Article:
2. Think holistically about the whole person. The pandemic is affecting all areas of your employees’ well-being, from financial to physical to mental. Your workforce will benefit from advice about a range of topics, including what financial support is available, how employees can access telehealth services, and any other employee assistance options you provide (e.g., mental health support). Also, try to consider your employees’ geographic locations, demographics, ages, and any occupational requirements, as the pandemic is affecting each person differently.
  3. Use a variety of channels. Ideally, you should use a combination of communication channels to ensure your entire workforce has easy access to the information needed to navigate the COVID-19 pandemic. Try to use communication channels you know your workforce will engage with, and be sensitive to any concerns your employees might have.
  4. Make communications digestible. Don’t send out too many communications because employees will stop paying attention. Ideally, save your communications for critical updates, and use an intranet (or similar) for routine information.

Support Resilience

Resilience — the capacity to recover quickly from difficulties — is what will get companies and their employees through COVID-19. As a benefits leader, it’s your job to support the resilience of the company in any way you can.

Katie provided a number of suggestions for how to do just that:

  • Be flexible. Your employees may have additional childcare and family/community support duties right now. Allowing them a degree of flexibility in their work will go a long way.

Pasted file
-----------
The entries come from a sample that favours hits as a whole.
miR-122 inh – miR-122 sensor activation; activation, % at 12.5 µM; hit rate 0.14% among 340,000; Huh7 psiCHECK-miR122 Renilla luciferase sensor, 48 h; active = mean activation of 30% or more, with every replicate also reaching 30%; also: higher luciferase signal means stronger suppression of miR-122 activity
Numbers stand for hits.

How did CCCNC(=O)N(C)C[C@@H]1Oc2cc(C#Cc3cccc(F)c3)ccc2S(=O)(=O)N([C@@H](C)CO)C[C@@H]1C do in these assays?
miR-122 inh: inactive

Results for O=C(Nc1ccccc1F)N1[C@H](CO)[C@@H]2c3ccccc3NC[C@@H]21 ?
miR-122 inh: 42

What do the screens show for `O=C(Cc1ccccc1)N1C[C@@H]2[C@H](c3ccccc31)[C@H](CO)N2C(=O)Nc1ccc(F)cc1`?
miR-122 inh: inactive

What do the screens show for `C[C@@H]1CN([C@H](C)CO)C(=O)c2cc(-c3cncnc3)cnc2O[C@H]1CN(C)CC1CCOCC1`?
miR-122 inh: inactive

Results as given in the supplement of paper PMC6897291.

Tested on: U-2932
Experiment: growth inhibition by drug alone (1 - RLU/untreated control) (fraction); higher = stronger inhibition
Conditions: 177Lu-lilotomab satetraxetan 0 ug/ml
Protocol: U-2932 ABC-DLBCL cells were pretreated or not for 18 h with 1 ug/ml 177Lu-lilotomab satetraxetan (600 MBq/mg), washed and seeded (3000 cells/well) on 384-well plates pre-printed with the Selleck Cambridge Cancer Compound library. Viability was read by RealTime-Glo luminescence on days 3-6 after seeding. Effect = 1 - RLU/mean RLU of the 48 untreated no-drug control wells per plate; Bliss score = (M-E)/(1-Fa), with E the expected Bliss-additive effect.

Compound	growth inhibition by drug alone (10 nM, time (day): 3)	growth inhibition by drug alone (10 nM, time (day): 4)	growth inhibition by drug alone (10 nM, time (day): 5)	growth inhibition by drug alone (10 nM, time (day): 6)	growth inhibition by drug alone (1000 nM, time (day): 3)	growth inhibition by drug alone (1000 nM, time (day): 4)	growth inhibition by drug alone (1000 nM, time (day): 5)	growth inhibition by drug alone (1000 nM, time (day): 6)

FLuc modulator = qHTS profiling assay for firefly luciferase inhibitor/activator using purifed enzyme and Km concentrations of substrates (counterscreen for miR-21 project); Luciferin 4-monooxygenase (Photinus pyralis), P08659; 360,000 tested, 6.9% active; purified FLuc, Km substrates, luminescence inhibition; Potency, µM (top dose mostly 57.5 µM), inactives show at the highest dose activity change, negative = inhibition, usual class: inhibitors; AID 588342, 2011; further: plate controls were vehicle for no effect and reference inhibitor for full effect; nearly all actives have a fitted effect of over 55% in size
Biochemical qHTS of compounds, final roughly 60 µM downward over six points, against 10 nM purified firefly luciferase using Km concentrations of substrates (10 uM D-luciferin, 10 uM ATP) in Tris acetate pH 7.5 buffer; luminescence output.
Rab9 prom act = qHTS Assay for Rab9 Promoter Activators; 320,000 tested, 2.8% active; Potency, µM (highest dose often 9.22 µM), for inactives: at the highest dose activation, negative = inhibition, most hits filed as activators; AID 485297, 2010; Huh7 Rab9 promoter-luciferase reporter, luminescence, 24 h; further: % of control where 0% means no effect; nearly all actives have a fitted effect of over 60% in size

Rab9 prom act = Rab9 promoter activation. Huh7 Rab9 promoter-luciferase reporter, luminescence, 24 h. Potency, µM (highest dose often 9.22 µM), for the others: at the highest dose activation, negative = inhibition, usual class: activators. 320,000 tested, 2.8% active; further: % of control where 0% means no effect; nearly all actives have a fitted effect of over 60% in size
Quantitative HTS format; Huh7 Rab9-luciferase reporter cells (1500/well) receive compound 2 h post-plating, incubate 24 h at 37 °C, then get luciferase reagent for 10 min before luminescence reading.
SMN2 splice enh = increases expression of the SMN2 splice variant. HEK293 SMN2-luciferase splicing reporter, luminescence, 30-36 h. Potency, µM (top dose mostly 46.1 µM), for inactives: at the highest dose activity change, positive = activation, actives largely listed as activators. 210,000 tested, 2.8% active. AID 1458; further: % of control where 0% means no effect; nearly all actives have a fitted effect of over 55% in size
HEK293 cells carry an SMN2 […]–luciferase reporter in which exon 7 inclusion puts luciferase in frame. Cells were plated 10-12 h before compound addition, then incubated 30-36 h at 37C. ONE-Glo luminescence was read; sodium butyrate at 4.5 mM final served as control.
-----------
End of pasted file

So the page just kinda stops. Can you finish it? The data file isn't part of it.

• Team lunches can help to keep teams engaged. These will have to be virtual lunches, of course!
  • Fun activities. Katie suggested a ‘work from home BINGO’, but really any fun activities can help to release some of the tension people are feeling at the moment.
  • Support local businesses and essential workers. Not everybody can work from home, some people do have to show up at work every day. Could you arrange a deal with local businesses to provide lunches or treats for your essential workers? This has the added bonus of supporting local businesses, which may be suffering at the moment.

Finally, if your business has problems that need to be solved, Katie suggested involving your employees. Not only does this help to provide them with a sense of purpose, it can also provide your company with solutions that might otherwise never have been considered.

You can watch Katie's full presentation here

Business Resilience During COVID-19

The webcast summarized in this post is just one of 18+ webcasts available on demand via the Benefitfocus Community Resource Center.

About the Author

Catie Grigsby is a senior content marketing manager at Benefitfocus, where she develops resources to help employers, health plans and consumers better understand how health and benefit trends are impacting their world. From webinars and whitepapers to blog posts and case studies, Catie focuses on curating and creating insightful content for audiences to reference as they navigate the complex world of health care and benefits. Catie holds a Bachelor’s Degree from Clemson University, as well as a Group Benefits Associate (GBA) certification from the Wharton School of Business.